There are a bunch of ways to do it. This strikes me as the easiest:
1) Download the Japanese template that I linked to above
2) Open up that template and paste without formatting into the Japanese text
3) Apply the Nanum font to your Korean text
4) Check to see which composer is enabled. It should be the Japanese Paragraph Composer. (Check it by looking at Type -> Justification, or any one of three or four other ways)
5) Make a new paragraph style, that includes Nanum font and the Japanese composer
6) Mark some text with that style, copy it, then paste it into your document with formatting
I need to have the character highlighted in yellow (this is from Word):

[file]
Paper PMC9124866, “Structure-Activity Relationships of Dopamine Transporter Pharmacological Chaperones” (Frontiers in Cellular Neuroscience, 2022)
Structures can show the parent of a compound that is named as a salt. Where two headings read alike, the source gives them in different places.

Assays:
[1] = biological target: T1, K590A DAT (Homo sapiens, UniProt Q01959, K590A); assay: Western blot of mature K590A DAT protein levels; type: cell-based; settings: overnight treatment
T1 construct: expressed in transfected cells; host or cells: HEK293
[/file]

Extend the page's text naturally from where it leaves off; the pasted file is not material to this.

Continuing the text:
When I use World Ready composer I get this:
When I turn off World Ready composer or use the method described above for J composer I get this:
It appears that if the glyph combined from 3 jamo is within the font I can get the character with the workaround I used in a previous post, but if the glyph is not in the font the most Indesign will let me do is combine 2 jamo (the first character is a glyph in the font). Unless I am doing something wrong in J composer.
If there is anything else I can try please let me know.
I don't think that you are doing anything wrong, to be honest. Are you maybe working on archaic text, here?
For my own part, I am out of suggestions, but I will ask around on your behalf - I have a few Korean linguistics grad students in my contacts list, perhaps I can get some more information and find a solution for you. Cross your fingers.